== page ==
Editor’s Note: The six Doonesbury cartoons at the bottom were from a series on the abortion controversy that were banned from many newspapers, including the ones that published this article.
“You’ve confused a war on religion with not always getting everything you want.”
— Jon Stewart
Deep in its subconscious, American religion carries the image of Christians being thrown to the lions. As a result, the devout revere martyrdom, and, lacking such persecution here in the most religious country in the Western world, they constantly feign fear that the satanic forces of secularism are threatening their faith.
It’s hard to imagine how a despised minority of disorganized agnostics, freethinkers, deists, atheists and the religiously apathetic could wage war on an overwhelming majority. The last president who didn’t call himself a Christian might’ve been Thomas Jefferson, and, during the past year, each Republican candidate has toiled mightily to demonstrate his or her piety. Despite the Constitution’s prohibition against religious tests for office holders, such bona fides are a de facto prerequisite for the Oval Office.
As a heathen, I find the sectarian climate in this country disconcerting, but I won’t pretend I feel persecuted, because I don’t. Nonetheless, social conservatism’s relentlessly theocratic ambitions make me uncomfortable.
Christians often ask why America’s religious obsession bothers unbelievers. My answer is we’re not worried that mainline Presbyterians, Methodists, Reform Jews and Unitarians might blow up an abortion clinic or lobby for the Old Testament to become the law of the land; however, we are afraid of the Religious Right and its constant agitation for a return to some mythical past in which America was a Christian theocracy.
Rick Santorum has become the foremost advocate of American Sharia. As part of the GOP’s Taliban wing, Santorum proudly proclaims he “almost threw up” after reading JFK’s 1960 appeal for religious tolerance and separation of church and state. He’s also the poster boy for conservative Catholic protests about the way liberals have restricted the Church’s right to restrict women’s rights.
The controversy over mandated insurance coverage for contraceptives demonstrates how low the faithful have set the bar for what constitutes victimization. In this case, the Republicans, acting as right-wing Christianity’s political arm, have heroically come to the rescue of the nation’s enormously wealthy and powerful religious enterprises.
The GOP’s church/state coalition is pushing policies that even some Republican women find offensive and frightening. This includes limits on birth control; physically invasive, transvaginal ultrasound tests for women who want legal abortions; attacks on amniocentesis as a potential cause of abortions; and the Blunt-Rubio Senate amendment, designed to restrict women’s access to healthcare.
Conservative Christian zealots are out of step with average Americans in many areas — for example, 98% of Catholics have used contraception. However, they inspire and incite the Right to intrude into wombs and bedrooms, because they believe that divine law should trump the laws of the land and the public will. To paraphrase conservative patriarch Barry Goldwater: Extremism in defense of dogma (e.g., opposition to reproductive freedom) is no vice.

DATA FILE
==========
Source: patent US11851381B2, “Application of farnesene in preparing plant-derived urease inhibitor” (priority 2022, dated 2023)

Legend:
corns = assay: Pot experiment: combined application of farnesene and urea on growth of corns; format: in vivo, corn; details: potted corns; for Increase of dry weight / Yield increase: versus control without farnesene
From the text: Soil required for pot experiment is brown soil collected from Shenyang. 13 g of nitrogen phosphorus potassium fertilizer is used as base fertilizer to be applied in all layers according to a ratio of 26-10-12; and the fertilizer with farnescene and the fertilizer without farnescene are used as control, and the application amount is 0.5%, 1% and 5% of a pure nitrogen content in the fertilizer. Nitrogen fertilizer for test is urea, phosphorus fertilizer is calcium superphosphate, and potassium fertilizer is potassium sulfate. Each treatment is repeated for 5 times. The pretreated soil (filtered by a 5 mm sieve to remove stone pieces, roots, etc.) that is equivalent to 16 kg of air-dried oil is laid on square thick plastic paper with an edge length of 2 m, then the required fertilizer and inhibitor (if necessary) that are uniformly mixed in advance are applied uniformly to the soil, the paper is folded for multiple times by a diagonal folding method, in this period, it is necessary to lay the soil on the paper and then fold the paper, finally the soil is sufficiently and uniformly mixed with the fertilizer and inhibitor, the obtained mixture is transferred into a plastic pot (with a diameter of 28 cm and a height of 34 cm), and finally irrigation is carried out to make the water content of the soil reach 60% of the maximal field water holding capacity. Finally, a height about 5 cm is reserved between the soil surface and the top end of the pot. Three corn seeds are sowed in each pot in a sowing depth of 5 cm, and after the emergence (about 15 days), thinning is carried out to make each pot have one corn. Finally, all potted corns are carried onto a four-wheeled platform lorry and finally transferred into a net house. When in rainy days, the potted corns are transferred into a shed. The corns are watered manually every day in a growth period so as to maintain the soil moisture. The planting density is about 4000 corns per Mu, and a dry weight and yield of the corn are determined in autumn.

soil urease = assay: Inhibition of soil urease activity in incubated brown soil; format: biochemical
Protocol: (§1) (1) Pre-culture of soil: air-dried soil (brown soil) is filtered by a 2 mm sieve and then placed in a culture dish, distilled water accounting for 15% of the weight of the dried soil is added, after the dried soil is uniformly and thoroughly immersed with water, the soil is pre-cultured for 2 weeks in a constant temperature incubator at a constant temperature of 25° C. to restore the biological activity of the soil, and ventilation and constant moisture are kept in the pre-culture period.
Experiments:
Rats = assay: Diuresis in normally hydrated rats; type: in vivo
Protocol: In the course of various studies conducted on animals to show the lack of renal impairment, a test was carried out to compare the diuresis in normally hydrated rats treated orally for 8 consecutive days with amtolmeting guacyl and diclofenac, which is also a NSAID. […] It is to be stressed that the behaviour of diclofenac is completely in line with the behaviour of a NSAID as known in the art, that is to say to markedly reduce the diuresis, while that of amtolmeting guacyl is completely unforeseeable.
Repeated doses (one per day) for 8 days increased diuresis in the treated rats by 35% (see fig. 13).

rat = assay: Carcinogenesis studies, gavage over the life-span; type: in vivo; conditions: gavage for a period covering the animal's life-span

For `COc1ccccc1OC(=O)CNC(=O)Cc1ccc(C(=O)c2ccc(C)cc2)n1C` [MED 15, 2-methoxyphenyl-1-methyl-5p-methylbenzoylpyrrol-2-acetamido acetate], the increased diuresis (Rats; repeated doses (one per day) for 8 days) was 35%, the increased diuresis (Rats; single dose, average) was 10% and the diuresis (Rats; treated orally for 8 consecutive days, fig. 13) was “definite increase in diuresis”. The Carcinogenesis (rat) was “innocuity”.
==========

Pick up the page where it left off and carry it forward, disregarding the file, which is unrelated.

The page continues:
Meanwhile, as globalism forces us to compete worldwide, American fundamentalists — including Young Earth Creationists who form a large part of the GOP’s evangelical base — reject much of modern science, from genetics and evolution to geology and The Big Bang. Social conservatives also oppose advances in biotechnology, such as stem cell research and cloning, that much of the world pursues without theocratic interference.
Presidential hopeful Jon Huntsman was years too late when he warned his GOP colleagues not to become “the anti-science party.” Due to the biblical mandate to “subdue the Earth,” many evangelicals reject any form of environmentalism, including mainstream science on climate change, which 97% of scientists accept. Belief in global warming is as fatal to Republican office seekers’ prospects as approval of a woman’s right to choose.
At a time when U.S. students are falling behind in math and science, Santorum called President Obama a “snob” for his desire to see more Americans attend college. Historically, scientific progress has been the enemy of belief in a “God of the gaps,” and crusaders like Santorum view education, including social sciences such as psychology, taught by liberal professors at elitist universities, as a threat to true faith.
Even more dangerous is evangelical saber rattling regarding the Holy Land. Many fundamentalists believe we’re in the “Last Days,” and a war in Israel is necessary for the fulfillment of prophecy. Oddly, they seem to lack faith in Jehovah’s ability to initiate the Apocalypse on His own, so many believe Christians (and by extension, the U.S. government) should be helping Him precipitate this Armageddon.
The problem with these fanatics is that they value the afterlife (for which they lack even a shred of evidence) more highly than the actual lives they’re leading. This form of Christian nihilism will become more dangerous as it collides with a potentially nuclear Iran, where Islamic fundamentalists are looking forward to Paradise just as rabidly as our own extremists, and are even more enamored with martyrdom.
So, why does religion scare us infidels? Most of us don’t mind God’s name in the Pledge of Allegiance or on the dollar bill, mangers at Christmas or chaplains in the military, but we’d like to avoid being caught in a cross-fire between Persian fanatics hoping for the advent of the Mahdi and their American counterparts crusading for the Second Coming. All in all, we’re uneasy about basing government policy on someone else’s mythology.
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